You mention that the towel rail should be bolted to the boom. From the photo it looks like the bolts come through from inside the boom, and each nut is screwed on from the outside. This might be a silly question, but how do you get each bolt through the hole from inside the boom, especially the forward one? And how do you secure the bolt heads while screwing on the nut?
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bolted towel rails

Postby Phillip Johnson on Thu Mar 04, 2010 8:01 pm

The way I do is to use ring spanner with a piece of masking tape to hold the nut in place while the spanner is inserted into the boom. I extend the spanner using small piece of wood taped to the spnnner. The bolt is inserted through the fiitting and boom to the nut inside the boom. If you want insert the bolt from the inside the boom use a stainless steel machine screw because it has a hexagonal head which is easier to use with a ring spanner. A bit of patience is a good assistant.

Phillip Johnson
National Measurer
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Postby andrewb on Fri Mar 05, 2010 9:17 am

Another way to to get the fitting bolted on is to use a bolt longer than required, but less than the ID of the boom. From step 3 below you will be able to figure out how much additional length is required, depending on the pliers/grips you have available.

1.Stick the head of the bolt onto anything long enough to reach far enough into the boom. BluTac or plasticine will do the job nicely. The bolt should be at right angles to the support your are using.

2. Feed the bolt down the inside of the boom & push it through the hole. Grab the end of it & feed it through the hole in the towel rail.

3. Hold onto the bolt with pliers so there is a long enough length to thread the nut onto until the end of the bolt protrudes through the nut. Make sure you don't grip the thread so tight that you crush the thread.

4. Now grip the end of the bolt (vice grips are good & it doesn't matter if you crush the thread now) & tighten the nut down on to the towel rail.

5. Cut of the protruding end of the bolt once tightened. Remember to use nyloc nuts or two nuts & lock them together.

If you use nyloc you will have to be careful at step 3 that you don't damage the thread as you will need a fairly firm grip on the bolt.

If you need to use this method for more inaccessible fittings inside spars or buoyancy tanks the rigid support in step 1 & 2 can be replaced by whipping twine, threaded through the hole & attached to the thread of the bolt using heatshrink or pvc tape. The hole will need to be a bit oversize to allow this to pass through - check it all fits befroe pulling the bolt through.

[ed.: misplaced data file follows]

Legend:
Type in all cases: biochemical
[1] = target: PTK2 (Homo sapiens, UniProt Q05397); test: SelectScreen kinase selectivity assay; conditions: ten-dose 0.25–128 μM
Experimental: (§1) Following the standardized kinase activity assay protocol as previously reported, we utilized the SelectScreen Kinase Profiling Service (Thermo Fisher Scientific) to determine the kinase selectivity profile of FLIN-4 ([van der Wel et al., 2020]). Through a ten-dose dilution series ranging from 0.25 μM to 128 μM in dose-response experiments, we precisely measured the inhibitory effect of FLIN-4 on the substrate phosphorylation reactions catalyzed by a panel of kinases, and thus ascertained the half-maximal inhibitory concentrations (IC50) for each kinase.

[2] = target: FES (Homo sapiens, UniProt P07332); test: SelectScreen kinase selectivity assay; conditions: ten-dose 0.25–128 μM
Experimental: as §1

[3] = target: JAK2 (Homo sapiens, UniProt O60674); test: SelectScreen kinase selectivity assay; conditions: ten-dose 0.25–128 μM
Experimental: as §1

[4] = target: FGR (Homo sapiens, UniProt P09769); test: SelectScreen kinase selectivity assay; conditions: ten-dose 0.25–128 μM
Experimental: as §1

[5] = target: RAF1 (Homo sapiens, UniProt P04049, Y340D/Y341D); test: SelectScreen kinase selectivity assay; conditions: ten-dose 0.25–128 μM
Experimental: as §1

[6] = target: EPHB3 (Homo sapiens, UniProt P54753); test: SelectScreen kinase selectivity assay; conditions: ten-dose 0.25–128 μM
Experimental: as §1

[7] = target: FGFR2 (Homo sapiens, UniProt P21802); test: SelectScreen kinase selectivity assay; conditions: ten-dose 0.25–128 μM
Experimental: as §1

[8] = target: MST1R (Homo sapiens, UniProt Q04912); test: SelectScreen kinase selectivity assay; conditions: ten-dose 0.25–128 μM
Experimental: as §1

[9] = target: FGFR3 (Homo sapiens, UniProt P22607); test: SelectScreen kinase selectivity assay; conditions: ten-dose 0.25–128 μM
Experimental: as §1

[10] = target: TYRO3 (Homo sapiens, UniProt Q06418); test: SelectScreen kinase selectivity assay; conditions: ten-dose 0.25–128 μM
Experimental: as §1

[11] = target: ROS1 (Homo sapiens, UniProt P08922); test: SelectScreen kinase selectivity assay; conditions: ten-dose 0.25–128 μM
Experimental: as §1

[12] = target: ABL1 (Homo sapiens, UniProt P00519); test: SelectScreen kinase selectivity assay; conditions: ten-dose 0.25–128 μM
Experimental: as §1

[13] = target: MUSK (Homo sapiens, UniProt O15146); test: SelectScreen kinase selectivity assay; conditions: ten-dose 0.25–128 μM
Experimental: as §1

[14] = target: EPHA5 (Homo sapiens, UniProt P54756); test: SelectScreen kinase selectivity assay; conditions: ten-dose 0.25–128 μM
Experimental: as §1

Andrew.
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Postby Slow Hand on Fri Mar 05, 2010 2:28 pm

Hi guys,
I'm blonde.
I would drill a hole on the opposite side of the boom - big enough for the screw driver to fit thru. There's no real breaking pressure in that area of the boom.
PLUS - if there is damage - or subsequent loosening of the fitting - it is EASY to fix in a hurry - which is when things break isn't it.
The underside hole can also be used for securing jocket strap ends when trailing :-)
Sue
1724 nui uma
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Postby DavidG on Mon Mar 15, 2010 10:36 pm

Many thanks to all of you. Armed with those ideas I'm sure towel rail and boom will become inseparable!
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Postby CDance on Mon Jan 17, 2011 10:52 pm

Hi All,

I've had a few emails (including one from the USA!) asking me for my mast step and rake measurements as used in the Nationals. I've taken the opportunity to update my rigging guide based. You can view this here:

http://bit.ly/eUgkbh

Changes:

* Mast step and rake measurements
* Centerboard rake
* New options for toe straps and foil bags
* Photo of main halyard retainer
* Details of the cut of Irwin sail used.


As always, if anyone needs any extra photos or measurements, please just ask.

Thanks to those that have offered suggestions and submitted ideas and photos.

Cheers,

Chris

Espresso
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Last edited by CDance on Fri Jan 21, 2011 10:45 pm, edited 2 times in total.
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Postby ronny_f73 on Tue Jan 18, 2011 8:32 pm

Thanks Chris a big help!